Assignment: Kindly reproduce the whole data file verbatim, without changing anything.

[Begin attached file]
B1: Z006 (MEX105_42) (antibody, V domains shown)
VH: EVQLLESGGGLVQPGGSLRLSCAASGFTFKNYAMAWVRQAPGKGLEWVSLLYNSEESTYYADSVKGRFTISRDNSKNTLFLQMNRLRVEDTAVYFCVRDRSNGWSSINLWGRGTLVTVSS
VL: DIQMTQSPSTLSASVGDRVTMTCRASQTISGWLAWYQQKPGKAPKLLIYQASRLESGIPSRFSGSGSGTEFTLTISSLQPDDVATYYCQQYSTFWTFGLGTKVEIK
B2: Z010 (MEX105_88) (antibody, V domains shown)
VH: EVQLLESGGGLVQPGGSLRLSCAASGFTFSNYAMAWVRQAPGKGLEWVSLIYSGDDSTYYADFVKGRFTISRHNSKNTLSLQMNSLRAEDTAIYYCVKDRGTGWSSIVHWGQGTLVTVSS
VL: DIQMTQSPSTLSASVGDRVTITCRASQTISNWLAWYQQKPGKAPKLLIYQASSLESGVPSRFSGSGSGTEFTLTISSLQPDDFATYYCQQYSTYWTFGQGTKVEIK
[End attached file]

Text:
B1: Z006 (MEX105_42) (antibody, V domains shown)
VH: EVQLLESGGGLVQPGGSLRLSCAASGFTFKNYAMAWVRQAPGKGLEWVSLLYNSEESTYYADSVKGRFTISRDNSKNTLFLQMNRLRVEDTAVYFCVRDRSNGWSSINLWGRGTLVTVSS
VL: DIQMTQSPSTLSASVGDRVTMTCRASQTISGWLAWYQQKPGKAPKLLIYQASRLESGIPSRFSGSGSGTEFTLTISSLQPDDVATYYCQQYSTFWTFGLGTKVEIK
B2: Z010 (MEX105_88) (antibody, V domains shown)
VH: EVQLLESGGGLVQPGGSLRLSCAASGFTFSNYAMAWVRQAPGKGLEWVSLIYSGDDSTYYADFVKGRFTISRHNSKNTLSLQMNSLRAEDTAIYYCVKDRGTGWSSIVHWGQGTLVTVSS
VL: DIQMTQSPSTLSASVGDRVTITCRASQTISNWLAWYQQKPGKAPKLLIYQASSLESGVPSRFSGSGSGTEFTLTISSLQPDDFATYYCQQYSTYWTFGQGTKVEIK